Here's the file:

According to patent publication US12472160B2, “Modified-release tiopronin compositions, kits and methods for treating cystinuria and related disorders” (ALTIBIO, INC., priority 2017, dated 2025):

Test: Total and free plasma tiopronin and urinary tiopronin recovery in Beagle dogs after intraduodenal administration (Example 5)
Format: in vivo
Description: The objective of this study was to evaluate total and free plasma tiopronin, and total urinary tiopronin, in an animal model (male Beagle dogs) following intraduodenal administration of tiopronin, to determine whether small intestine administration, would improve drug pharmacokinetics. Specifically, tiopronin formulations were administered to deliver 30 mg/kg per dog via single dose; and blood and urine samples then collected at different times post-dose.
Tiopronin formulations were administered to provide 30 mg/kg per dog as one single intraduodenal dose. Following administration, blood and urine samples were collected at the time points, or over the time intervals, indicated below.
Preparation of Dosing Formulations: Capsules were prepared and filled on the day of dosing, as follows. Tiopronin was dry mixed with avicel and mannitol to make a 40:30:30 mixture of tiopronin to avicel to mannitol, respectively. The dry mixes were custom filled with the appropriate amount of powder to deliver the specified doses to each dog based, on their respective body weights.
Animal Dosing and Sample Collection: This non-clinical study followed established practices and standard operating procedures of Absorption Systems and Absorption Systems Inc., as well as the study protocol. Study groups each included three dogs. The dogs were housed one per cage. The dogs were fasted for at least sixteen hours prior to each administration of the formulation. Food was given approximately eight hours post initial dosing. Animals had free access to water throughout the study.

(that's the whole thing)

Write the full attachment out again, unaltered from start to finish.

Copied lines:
According to patent publication US12472160B2, “Modified-release tiopronin compositions, kits and methods for treating cystinuria and related disorders” (ALTIBIO, INC., priority 2017, dated 2025):

Test: Total and free plasma tiopronin and urinary tiopronin recovery in Beagle dogs after intraduodenal administration (Example 5)
Format: in vivo
Description: The objective of this study was to evaluate total and free plasma tiopronin, and total urinary tiopronin, in an animal model (male Beagle dogs) following intraduodenal administration of tiopronin, to determine whether small intestine administration, would improve drug pharmacokinetics. Specifically, tiopronin formulations were administered to deliver 30 mg/kg per dog via single dose; and blood and urine samples then collected at different times post-dose.
Tiopronin formulations were administered to provide 30 mg/kg per dog as one single intraduodenal dose. Following administration, blood and urine samples were collected at the time points, or over the time intervals, indicated below.
Preparation of Dosing Formulations: Capsules were prepared and filled on the day of dosing, as follows. Tiopronin was dry mixed with avicel and mannitol to make a 40:30:30 mixture of tiopronin to avicel to mannitol, respectively. The dry mixes were custom filled with the appropriate amount of powder to deliver the specified doses to each dog based, on their respective body weights.
Animal Dosing and Sample Collection: This non-clinical study followed established practices and standard operating procedures of Absorption Systems and Absorption Systems Inc., as well as the study protocol. Study groups each included three dogs. The dogs were housed one per cage. The dogs were fasted for at least sixteen hours prior to each administration of the formulation. Food was given approximately eight hours post initial dosing. Animals had free access to water throughout the study.